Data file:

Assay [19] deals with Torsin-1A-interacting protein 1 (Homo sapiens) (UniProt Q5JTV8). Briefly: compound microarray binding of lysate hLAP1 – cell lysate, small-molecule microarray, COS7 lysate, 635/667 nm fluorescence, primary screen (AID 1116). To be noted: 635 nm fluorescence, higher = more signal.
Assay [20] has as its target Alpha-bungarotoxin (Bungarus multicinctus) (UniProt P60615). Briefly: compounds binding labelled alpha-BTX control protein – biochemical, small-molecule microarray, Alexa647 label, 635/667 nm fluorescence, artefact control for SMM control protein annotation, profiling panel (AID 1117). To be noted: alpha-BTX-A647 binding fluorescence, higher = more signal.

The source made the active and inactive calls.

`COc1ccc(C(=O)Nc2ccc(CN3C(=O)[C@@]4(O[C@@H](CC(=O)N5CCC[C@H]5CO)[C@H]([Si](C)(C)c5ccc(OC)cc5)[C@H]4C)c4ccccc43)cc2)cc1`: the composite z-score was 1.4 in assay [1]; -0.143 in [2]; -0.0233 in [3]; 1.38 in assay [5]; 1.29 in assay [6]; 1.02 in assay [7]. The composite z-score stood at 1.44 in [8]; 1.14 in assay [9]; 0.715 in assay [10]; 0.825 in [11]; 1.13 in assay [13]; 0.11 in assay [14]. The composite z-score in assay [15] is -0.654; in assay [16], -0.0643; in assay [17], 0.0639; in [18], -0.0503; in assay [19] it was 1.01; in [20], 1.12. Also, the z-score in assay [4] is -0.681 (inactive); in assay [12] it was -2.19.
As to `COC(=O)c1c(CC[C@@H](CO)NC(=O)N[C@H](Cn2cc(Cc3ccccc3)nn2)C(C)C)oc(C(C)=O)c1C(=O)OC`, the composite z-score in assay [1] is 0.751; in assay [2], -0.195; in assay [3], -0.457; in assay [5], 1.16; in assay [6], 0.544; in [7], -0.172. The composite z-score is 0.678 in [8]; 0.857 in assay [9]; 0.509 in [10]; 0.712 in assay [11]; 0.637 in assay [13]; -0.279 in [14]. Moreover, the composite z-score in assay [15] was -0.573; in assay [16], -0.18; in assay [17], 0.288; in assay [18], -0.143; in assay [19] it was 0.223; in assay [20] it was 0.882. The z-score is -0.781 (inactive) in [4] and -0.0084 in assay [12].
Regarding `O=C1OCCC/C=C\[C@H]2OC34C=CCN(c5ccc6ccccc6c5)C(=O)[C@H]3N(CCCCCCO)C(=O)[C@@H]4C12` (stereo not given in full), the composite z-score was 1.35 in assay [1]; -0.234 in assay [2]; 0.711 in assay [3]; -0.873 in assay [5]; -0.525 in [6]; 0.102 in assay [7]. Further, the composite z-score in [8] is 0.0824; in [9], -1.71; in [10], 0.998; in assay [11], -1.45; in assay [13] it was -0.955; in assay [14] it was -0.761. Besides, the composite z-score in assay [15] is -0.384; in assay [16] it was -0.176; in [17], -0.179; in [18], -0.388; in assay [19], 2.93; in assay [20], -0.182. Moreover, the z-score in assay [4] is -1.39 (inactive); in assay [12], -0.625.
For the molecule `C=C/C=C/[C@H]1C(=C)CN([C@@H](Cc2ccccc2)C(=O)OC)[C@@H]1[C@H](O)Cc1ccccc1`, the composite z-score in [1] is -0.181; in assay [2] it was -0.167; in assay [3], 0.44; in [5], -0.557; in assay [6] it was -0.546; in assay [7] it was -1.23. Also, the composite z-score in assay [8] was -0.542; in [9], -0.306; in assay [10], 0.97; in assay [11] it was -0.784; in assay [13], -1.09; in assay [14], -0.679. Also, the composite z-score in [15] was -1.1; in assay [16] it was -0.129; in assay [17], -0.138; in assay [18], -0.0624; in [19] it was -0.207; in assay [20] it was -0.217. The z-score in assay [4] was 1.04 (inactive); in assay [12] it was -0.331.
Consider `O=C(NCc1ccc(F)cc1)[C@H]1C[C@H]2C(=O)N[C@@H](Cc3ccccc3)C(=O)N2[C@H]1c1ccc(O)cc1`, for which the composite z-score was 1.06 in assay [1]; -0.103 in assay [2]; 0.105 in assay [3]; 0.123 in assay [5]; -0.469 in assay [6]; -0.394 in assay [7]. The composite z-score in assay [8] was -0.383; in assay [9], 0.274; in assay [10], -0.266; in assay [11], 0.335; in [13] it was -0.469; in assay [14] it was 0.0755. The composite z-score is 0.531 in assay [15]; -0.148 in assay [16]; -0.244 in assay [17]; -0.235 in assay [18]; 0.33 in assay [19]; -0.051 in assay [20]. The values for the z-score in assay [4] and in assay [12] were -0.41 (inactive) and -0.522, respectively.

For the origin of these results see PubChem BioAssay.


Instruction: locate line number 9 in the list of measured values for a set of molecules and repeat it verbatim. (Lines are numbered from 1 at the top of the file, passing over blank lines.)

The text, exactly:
For the origin of these results see PubChem BioAssay.